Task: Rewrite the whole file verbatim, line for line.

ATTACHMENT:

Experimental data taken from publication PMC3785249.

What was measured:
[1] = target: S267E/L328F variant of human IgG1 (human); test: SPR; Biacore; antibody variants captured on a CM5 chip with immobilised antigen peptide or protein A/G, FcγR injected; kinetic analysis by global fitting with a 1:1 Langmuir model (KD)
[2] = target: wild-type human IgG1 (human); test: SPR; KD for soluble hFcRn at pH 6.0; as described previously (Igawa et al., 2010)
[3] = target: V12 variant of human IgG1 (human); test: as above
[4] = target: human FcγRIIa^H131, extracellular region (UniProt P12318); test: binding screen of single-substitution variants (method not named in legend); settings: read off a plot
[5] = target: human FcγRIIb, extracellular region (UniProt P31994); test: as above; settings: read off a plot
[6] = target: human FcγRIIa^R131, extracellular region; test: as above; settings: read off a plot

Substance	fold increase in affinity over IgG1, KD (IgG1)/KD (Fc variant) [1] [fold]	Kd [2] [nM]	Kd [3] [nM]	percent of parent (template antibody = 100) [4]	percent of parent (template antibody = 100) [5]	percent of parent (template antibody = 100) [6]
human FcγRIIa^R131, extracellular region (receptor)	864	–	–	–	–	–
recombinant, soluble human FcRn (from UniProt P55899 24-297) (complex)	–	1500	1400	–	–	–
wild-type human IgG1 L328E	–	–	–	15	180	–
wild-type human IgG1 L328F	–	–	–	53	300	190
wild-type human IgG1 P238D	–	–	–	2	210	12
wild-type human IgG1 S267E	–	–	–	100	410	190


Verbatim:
Experimental data taken from publication PMC3785249.

What was measured:
[1] = target: S267E/L328F variant of human IgG1 (human); test: SPR; Biacore; antibody variants captured on a CM5 chip with immobilised antigen peptide or protein A/G, FcγR injected; kinetic analysis by global fitting with a 1:1 Langmuir model (KD)
[2] = target: wild-type human IgG1 (human); test: SPR; KD for soluble hFcRn at pH 6.0; as described previously (Igawa et al., 2010)
[3] = target: V12 variant of human IgG1 (human); test: as above
[4] = target: human FcγRIIa^H131, extracellular region (UniProt P12318); test: binding screen of single-substitution variants (method not named in legend); settings: read off a plot
[5] = target: human FcγRIIb, extracellular region (UniProt P31994); test: as above; settings: read off a plot
[6] = target: human FcγRIIa^R131, extracellular region; test: as above; settings: read off a plot

Substance	fold increase in affinity over IgG1, KD (IgG1)/KD (Fc variant) [1] [fold]	Kd [2] [nM]	Kd [3] [nM]	percent of parent (template antibody = 100) [4]	percent of parent (template antibody = 100) [5]	percent of parent (template antibody = 100) [6]
human FcγRIIa^R131, extracellular region (receptor)	864	–	–	–	–	–
recombinant, soluble human FcRn (from UniProt P55899 24-297) (complex)	–	1500	1400	–	–	–
wild-type human IgG1 L328E	–	–	–	15	180	–
wild-type human IgG1 L328F	–	–	–	53	300	190
wild-type human IgG1 P238D	–	–	–	2	210	12
wild-type human IgG1 S267E	–	–	–	100	410	190